DevInContext The Case For Personal Growth


Authenticity Answers, Part 1: How Deep Is Your Want?

A little while ago, I promised Duff a post about a question he asked me on Twitter.  As I understand it, his question was:  if being authentic is about staying true to what you want (which I briefly suggested at my other blog), what happens if what you want is to get other people to do something?

In other words, what if I want to get someone else to buy my products, or be in a relationship with me?  Wouldn't it then be "authentic" for me to create a persona I think will please them?  If so, doesn't that run counter to our intuitions about what authenticity is?

Degrees of Desire

I'll start by noting that I don't claim to be an authority on what authenticity means or ought to mean.  With the disclaimers out of the way, I'll suggest that authenticity, as I'm using the word, is a matter of degree rather than kind.  In my experience, underneath each desire we have, there's often a deeper desire.

For example, if I really want you to buy a product I'm selling, perhaps that's because I want to become wealthy.  And if I want to be wealthy, maybe that's because I want to be respected.  And perhaps I wish to be respected because I didn't feel respected by my father, and I want my father's love.  Deeper still, maybe I want my father's love because I simply want to feel loved.

Notice how, the deeper I delved into my wants in that example, the more heartfelt -- and the more vulnerable -- those wants became.  I don't know about you, but it would be much easier for me to admit to someone that I want to get rich than to tell them I want my father's love!  A lot of people, I imagine, wouldn't even want to admit that to themselves.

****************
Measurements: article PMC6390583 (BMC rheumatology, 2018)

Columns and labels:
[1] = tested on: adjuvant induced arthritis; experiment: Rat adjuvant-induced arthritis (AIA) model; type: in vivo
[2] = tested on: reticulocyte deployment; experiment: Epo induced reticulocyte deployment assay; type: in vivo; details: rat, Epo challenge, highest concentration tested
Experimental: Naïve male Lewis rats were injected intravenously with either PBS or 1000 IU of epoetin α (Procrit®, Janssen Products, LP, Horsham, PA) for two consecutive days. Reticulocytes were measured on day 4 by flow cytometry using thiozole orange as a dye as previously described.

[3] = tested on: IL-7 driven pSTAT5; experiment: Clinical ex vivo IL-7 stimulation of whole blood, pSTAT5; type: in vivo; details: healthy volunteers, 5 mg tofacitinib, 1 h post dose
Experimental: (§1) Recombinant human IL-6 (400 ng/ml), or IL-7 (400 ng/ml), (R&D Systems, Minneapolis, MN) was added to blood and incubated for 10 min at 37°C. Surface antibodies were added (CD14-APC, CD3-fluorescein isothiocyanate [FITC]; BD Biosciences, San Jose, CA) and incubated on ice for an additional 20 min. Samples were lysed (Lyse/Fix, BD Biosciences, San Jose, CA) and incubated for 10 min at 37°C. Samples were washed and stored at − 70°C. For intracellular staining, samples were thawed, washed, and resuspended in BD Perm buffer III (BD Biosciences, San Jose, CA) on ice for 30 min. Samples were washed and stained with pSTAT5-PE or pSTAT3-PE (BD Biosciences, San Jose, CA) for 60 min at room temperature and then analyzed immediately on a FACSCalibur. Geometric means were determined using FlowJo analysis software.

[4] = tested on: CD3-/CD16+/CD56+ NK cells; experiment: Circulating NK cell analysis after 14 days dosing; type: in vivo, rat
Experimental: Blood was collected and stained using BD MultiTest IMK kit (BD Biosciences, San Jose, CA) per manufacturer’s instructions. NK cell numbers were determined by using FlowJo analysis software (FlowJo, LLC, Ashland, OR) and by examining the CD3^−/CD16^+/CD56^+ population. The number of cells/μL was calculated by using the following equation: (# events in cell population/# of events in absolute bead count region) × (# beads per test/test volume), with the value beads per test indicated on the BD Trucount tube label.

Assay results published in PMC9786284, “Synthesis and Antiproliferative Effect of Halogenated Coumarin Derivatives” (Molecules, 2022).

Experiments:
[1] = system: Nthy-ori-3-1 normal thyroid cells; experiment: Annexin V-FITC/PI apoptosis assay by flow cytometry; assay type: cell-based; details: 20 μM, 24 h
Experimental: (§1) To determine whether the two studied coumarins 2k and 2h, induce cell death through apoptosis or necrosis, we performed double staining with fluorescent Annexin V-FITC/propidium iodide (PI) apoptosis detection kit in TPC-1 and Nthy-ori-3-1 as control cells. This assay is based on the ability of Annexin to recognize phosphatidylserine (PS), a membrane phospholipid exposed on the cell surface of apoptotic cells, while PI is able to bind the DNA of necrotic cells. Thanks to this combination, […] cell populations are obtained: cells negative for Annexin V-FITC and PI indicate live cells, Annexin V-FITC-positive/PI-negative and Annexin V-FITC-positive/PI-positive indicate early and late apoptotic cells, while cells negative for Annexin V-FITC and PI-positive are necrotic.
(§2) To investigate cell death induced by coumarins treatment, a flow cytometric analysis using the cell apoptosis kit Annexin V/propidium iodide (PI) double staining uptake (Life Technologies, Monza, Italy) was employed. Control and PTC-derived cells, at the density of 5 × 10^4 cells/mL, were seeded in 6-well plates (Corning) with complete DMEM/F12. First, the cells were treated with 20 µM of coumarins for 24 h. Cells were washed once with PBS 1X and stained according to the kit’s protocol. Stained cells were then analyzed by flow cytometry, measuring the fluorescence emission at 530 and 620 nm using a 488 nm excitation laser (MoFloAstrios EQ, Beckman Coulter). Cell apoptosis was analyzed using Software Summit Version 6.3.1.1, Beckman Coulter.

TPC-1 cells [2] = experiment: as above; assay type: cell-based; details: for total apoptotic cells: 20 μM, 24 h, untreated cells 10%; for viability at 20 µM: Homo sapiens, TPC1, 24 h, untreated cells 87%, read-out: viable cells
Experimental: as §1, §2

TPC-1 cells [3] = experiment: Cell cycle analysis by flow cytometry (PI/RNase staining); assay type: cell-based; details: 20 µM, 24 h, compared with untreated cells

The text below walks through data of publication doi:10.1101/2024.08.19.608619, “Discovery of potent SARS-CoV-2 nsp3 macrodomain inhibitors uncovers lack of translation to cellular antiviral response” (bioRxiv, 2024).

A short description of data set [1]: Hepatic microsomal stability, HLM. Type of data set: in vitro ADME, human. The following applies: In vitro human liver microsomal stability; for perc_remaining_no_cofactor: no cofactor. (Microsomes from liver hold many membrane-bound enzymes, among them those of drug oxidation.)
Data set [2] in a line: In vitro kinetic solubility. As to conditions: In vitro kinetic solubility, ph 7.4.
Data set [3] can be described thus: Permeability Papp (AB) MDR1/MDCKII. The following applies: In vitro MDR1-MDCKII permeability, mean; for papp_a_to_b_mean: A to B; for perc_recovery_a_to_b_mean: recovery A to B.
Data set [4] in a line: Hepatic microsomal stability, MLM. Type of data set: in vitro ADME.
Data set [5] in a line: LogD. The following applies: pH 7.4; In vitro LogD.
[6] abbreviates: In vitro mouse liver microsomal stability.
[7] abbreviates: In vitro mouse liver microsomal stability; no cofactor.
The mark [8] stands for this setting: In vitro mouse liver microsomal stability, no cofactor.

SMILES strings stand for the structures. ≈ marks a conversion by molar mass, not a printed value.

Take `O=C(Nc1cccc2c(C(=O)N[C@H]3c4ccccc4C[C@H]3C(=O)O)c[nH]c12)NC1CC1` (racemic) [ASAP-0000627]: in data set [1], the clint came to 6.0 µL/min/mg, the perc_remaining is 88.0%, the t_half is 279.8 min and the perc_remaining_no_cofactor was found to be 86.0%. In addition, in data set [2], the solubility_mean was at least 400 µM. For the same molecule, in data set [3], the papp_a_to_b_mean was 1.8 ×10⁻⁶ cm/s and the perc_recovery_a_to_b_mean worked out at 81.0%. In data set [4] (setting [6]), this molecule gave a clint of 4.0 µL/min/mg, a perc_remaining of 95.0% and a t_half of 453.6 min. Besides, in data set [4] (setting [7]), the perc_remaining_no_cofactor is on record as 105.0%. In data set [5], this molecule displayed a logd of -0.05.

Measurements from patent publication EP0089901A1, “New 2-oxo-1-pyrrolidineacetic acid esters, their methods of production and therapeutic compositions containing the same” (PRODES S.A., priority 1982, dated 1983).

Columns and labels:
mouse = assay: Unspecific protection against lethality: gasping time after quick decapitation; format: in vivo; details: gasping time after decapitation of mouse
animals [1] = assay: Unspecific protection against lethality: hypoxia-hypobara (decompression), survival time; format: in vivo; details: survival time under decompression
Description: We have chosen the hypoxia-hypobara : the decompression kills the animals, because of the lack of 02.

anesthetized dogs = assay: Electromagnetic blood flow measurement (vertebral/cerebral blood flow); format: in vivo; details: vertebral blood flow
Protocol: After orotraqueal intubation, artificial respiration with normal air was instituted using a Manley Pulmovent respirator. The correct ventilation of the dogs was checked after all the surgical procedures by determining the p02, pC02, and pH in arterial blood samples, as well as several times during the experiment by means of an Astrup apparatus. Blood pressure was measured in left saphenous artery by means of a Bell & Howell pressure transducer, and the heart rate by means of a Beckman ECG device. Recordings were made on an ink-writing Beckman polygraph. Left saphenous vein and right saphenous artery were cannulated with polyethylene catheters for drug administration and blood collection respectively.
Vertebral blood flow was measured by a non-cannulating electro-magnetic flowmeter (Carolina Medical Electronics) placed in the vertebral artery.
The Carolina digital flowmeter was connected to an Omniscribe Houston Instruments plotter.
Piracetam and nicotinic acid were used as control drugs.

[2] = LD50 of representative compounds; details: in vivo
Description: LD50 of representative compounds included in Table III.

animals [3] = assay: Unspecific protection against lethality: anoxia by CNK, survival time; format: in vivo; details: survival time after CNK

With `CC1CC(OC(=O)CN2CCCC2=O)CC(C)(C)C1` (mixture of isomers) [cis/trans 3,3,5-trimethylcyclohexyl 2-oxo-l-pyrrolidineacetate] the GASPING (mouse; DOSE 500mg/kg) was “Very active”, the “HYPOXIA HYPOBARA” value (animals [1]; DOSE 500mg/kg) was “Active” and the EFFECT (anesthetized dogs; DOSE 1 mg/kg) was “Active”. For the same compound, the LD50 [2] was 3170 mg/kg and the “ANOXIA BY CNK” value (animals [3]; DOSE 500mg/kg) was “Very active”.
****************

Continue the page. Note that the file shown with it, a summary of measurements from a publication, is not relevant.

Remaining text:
So, this is my concept of authenticity:  the deeper the desire we're acknowledging and pursuing, the more authentic we're being.  On the other hand, the closer to our surface-level desires we are, the less authentic we are in that moment.  I think this notion meshes well with our intuitions about what authenticity is -- that is, "coming from the heart" when we speak and act.

So Can Pretending Be Authentic?

Now, back to Duff's question:  can I be "authentic" if what I want is to please or manipulate someone?  My answer is that, if I am acting with the goal of pleasing someone else, there's probably a deeper desire underneath that I'm not acknowledging -- perhaps the desire to be loved or respected.

That is, if I'm coming from a place of "I need to please you" when I talk to you, and I'm not in touch with the (probably painful) wants and needs beneath that, I'm being less authentic than I'd be if I were open with myself, and you, about what's really driving my behavior.  The more I'm willing to reveal, and be guided by, my deeper wants, the more authentic I'm being.

I think authenticity is a continuum, in other words -- it's not simply an either-or matter of being authentic or inauthentic.

In my experience, there's something very powerful and liberating about moving toward authenticity, in the sense I'm using the word.  It can be unsettling to admit to someone what I most deeply want with them, rather than pretending I'm only there to shoot the breeze, or go out on a date, or do a business deal -- in other words, to cover up my real intentions in the way we're accustomed to doing in our culture.  But when I'm courageous enough to do it, it's a freeing and transforming experience.